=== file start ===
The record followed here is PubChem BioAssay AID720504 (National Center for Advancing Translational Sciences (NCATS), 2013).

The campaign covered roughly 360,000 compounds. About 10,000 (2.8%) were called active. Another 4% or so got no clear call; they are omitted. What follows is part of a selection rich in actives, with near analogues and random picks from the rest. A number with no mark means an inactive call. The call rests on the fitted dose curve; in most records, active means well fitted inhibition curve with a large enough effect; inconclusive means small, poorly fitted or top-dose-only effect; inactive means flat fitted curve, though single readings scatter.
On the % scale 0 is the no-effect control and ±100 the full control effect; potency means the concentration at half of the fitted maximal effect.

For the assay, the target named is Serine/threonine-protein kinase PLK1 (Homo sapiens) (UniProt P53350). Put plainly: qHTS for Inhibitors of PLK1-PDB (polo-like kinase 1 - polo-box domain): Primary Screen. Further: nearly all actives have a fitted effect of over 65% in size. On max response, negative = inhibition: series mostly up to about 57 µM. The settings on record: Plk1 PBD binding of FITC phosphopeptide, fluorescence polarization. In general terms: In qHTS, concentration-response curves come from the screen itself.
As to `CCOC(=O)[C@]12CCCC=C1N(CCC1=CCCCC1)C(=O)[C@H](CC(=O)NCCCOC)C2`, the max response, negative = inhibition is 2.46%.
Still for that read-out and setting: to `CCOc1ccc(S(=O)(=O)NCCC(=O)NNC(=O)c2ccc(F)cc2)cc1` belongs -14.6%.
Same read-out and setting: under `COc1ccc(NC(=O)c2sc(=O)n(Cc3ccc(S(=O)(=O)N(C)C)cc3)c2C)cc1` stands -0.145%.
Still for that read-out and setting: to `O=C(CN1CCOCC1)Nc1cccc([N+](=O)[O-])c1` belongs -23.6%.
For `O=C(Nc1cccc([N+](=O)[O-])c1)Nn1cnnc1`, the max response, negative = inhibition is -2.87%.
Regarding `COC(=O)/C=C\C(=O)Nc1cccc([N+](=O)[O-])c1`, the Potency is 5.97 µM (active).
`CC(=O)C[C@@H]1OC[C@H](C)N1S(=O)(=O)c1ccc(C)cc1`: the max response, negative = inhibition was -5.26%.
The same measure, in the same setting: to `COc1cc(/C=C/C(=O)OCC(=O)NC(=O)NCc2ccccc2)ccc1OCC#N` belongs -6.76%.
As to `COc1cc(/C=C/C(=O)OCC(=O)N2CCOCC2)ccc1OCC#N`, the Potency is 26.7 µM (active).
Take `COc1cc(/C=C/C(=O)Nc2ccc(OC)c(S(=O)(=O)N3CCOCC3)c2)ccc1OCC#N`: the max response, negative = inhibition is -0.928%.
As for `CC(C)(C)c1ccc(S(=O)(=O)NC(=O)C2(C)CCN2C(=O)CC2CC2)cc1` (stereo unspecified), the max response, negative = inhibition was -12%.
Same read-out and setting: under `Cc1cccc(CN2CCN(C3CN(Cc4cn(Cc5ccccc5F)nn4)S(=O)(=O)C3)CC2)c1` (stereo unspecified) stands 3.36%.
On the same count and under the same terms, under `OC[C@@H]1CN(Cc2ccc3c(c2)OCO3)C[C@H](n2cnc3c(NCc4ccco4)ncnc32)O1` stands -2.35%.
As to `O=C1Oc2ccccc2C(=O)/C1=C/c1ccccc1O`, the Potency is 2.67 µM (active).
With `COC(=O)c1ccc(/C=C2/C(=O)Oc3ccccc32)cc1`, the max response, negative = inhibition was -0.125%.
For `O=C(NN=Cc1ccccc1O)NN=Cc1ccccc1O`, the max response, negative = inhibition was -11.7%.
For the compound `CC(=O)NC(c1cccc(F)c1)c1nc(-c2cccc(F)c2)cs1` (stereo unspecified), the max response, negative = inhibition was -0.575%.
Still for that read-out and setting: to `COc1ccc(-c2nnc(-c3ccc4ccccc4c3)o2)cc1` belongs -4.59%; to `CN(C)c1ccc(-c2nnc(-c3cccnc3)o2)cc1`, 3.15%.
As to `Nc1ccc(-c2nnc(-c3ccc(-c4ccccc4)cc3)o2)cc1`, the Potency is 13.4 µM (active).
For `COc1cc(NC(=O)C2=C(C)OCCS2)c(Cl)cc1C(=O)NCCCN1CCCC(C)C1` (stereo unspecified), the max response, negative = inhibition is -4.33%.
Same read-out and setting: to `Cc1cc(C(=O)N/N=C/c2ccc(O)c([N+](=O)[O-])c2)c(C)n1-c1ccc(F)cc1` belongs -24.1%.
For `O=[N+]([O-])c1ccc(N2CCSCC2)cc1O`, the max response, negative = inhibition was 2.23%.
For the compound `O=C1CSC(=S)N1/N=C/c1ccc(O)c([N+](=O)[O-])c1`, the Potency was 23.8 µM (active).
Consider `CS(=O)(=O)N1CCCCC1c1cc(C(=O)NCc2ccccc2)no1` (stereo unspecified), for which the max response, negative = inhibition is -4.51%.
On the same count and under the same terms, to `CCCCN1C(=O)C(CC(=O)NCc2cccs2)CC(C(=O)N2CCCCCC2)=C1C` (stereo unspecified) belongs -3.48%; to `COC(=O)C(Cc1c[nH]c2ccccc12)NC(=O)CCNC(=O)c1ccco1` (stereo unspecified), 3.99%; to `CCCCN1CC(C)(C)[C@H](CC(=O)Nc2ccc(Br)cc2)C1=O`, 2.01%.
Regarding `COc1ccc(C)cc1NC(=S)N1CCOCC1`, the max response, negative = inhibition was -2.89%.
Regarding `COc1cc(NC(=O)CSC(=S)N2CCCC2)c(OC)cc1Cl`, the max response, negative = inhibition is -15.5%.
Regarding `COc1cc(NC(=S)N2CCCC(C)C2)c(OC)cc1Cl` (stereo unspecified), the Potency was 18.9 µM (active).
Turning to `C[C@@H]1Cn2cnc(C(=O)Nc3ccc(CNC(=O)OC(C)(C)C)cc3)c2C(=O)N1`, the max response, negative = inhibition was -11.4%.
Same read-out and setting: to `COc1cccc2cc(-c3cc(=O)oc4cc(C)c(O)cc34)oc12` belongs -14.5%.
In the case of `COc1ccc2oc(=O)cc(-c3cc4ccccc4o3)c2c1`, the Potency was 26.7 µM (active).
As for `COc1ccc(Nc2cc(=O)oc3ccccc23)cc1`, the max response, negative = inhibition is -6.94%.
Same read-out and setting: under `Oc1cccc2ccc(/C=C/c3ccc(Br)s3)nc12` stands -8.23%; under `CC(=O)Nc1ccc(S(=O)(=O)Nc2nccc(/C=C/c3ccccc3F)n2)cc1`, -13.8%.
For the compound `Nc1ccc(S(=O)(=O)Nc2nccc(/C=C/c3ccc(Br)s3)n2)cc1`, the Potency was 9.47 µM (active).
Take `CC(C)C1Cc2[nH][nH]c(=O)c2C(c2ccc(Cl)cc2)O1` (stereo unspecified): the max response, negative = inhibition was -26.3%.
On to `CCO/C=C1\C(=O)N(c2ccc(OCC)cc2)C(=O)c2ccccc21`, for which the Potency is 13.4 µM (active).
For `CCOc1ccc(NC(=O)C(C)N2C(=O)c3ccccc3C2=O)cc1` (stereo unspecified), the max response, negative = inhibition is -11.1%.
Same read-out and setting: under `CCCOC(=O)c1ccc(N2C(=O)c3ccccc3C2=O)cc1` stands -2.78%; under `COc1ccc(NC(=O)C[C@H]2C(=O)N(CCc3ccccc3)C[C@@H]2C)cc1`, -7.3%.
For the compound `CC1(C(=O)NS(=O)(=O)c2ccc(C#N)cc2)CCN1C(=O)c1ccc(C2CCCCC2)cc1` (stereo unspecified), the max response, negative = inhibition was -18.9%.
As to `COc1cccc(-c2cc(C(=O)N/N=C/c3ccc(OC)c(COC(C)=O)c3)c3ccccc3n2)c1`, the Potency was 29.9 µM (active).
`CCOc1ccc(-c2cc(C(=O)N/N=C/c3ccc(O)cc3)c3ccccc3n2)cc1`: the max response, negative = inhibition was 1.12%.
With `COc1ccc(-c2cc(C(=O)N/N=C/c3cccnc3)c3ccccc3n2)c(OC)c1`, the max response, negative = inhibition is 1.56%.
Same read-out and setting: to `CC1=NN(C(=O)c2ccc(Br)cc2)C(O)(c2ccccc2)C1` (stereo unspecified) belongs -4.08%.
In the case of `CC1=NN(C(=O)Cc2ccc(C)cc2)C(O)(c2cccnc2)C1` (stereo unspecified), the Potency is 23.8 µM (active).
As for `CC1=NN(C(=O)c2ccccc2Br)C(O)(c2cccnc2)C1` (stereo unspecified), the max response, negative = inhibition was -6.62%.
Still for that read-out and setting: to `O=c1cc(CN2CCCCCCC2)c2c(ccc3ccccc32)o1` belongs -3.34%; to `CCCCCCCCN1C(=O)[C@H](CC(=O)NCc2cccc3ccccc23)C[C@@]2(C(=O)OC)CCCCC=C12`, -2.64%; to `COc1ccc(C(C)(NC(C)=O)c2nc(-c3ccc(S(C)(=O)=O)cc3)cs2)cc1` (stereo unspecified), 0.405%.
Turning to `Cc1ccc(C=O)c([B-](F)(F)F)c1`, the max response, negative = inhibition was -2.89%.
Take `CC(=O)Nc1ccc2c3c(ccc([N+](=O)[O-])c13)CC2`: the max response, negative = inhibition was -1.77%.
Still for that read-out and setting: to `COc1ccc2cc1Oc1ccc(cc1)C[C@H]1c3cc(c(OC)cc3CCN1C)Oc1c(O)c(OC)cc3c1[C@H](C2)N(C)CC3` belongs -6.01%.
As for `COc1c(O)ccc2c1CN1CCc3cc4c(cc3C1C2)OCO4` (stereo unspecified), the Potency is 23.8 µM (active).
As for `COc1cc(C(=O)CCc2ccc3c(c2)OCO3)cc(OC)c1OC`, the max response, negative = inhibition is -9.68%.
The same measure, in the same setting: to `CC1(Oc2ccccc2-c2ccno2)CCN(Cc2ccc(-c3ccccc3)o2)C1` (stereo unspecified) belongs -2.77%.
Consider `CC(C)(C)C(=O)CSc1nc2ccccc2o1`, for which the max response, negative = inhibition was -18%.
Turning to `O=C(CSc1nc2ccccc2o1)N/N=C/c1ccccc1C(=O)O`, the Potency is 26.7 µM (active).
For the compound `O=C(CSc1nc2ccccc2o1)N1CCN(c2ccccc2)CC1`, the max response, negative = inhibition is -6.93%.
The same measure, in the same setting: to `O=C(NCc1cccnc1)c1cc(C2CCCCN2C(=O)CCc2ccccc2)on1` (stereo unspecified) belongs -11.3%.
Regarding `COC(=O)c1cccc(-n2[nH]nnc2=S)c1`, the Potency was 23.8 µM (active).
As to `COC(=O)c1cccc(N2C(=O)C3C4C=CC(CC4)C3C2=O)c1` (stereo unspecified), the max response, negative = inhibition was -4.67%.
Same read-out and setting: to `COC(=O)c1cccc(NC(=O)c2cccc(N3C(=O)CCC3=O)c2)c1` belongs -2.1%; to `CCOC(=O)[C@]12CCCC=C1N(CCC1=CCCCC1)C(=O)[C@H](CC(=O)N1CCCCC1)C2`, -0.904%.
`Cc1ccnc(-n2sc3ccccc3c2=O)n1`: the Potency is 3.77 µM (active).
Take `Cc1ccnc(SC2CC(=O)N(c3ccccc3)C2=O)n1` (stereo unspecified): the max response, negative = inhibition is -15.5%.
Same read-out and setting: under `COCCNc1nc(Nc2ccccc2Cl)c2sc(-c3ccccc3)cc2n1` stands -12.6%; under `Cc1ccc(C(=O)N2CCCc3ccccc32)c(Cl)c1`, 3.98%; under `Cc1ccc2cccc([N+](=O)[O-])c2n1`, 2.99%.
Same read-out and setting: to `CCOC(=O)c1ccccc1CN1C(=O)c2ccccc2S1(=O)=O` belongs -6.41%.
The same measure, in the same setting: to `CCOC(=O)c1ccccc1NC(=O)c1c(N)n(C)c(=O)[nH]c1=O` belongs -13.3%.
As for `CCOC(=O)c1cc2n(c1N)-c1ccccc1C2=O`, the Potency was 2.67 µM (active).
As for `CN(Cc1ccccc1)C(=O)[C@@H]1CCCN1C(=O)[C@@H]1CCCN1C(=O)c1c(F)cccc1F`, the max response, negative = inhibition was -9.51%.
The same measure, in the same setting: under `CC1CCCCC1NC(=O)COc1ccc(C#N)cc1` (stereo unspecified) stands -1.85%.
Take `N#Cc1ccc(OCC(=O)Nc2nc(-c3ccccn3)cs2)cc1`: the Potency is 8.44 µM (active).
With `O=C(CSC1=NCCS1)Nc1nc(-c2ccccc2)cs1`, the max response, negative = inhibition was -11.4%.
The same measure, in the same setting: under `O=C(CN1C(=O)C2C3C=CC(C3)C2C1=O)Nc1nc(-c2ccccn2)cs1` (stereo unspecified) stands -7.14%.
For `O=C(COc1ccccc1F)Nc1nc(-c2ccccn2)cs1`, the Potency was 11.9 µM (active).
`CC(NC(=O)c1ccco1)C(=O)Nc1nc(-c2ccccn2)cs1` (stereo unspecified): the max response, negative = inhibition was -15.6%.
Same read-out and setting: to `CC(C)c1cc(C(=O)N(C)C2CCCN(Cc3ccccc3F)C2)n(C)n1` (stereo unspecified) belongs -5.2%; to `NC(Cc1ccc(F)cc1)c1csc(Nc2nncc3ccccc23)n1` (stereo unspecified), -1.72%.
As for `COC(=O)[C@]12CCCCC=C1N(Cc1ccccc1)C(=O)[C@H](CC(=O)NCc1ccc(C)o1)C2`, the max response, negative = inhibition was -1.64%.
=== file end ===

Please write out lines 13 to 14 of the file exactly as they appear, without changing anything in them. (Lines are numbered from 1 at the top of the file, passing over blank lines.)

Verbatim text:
As to `COc1cc(/C=C/C(=O)OCC(=O)N2CCOCC2)ccc1OCC#N`, the Potency is 26.7 µM (active).
Take `COc1cc(/C=C/C(=O)Nc2ccc(OC)c(S(=O)(=O)N3CCOCC3)c2)ccc1OCC#N`: the max response, negative = inhibition is -0.928%.